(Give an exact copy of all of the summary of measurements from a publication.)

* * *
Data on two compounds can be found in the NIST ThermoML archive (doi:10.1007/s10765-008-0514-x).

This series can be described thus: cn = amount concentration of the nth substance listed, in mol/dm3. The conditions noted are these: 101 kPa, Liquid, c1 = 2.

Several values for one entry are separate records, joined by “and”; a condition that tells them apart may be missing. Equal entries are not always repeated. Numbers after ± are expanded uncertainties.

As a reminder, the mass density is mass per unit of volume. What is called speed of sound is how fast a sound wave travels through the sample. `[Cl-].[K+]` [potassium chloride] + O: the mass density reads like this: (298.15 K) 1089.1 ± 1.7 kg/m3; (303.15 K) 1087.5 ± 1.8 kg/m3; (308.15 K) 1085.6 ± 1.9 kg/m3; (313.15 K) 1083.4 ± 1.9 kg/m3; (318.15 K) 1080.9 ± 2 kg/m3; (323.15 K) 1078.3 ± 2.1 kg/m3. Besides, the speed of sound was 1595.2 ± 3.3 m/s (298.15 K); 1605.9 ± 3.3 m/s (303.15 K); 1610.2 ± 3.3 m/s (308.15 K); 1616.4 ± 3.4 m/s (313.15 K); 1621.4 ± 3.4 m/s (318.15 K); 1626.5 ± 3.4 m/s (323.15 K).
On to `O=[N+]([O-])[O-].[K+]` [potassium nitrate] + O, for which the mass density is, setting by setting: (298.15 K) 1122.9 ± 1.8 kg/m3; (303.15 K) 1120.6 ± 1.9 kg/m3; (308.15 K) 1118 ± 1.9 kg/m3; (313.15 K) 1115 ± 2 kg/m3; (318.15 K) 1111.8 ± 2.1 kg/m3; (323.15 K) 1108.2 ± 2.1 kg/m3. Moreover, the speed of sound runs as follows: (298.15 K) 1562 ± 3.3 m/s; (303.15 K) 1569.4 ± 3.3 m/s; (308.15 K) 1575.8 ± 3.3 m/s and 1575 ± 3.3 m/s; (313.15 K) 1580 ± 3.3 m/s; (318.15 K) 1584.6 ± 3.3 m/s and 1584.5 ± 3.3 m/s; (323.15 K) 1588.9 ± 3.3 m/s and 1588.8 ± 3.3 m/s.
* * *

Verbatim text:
Data on two compounds can be found in the NIST ThermoML archive (doi:10.1007/s10765-008-0514-x).

This series can be described thus: cn = amount concentration of the nth substance listed, in mol/dm3. The conditions noted are these: 101 kPa, Liquid, c1 = 2.

Several values for one entry are separate records, joined by “and”; a condition that tells them apart may be missing. Equal entries are not always repeated. Numbers after ± are expanded uncertainties.

As a reminder, the mass density is mass per unit of volume. What is called speed of sound is how fast a sound wave travels through the sample. `[Cl-].[K+]` [potassium chloride] + O: the mass density reads like this: (298.15 K) 1089.1 ± 1.7 kg/m3; (303.15 K) 1087.5 ± 1.8 kg/m3; (308.15 K) 1085.6 ± 1.9 kg/m3; (313.15 K) 1083.4 ± 1.9 kg/m3; (318.15 K) 1080.9 ± 2 kg/m3; (323.15 K) 1078.3 ± 2.1 kg/m3. Besides, the speed of sound was 1595.2 ± 3.3 m/s (298.15 K); 1605.9 ± 3.3 m/s (303.15 K); 1610.2 ± 3.3 m/s (308.15 K); 1616.4 ± 3.4 m/s (313.15 K); 1621.4 ± 3.4 m/s (318.15 K); 1626.5 ± 3.4 m/s (323.15 K).
On to `O=[N+]([O-])[O-].[K+]` [potassium nitrate] + O, for which the mass density is, setting by setting: (298.15 K) 1122.9 ± 1.8 kg/m3; (303.15 K) 1120.6 ± 1.9 kg/m3; (308.15 K) 1118 ± 1.9 kg/m3; (313.15 K) 1115 ± 2 kg/m3; (318.15 K) 1111.8 ± 2.1 kg/m3; (323.15 K) 1108.2 ± 2.1 kg/m3. Moreover, the speed of sound runs as follows: (298.15 K) 1562 ± 3.3 m/s; (303.15 K) 1569.4 ± 3.3 m/s; (308.15 K) 1575.8 ± 3.3 m/s and 1575 ± 3.3 m/s; (313.15 K) 1580 ± 3.3 m/s; (318.15 K) 1584.6 ± 3.3 m/s and 1584.5 ± 3.3 m/s; (323.15 K) 1588.9 ± 3.3 m/s and 1588.8 ± 3.3 m/s.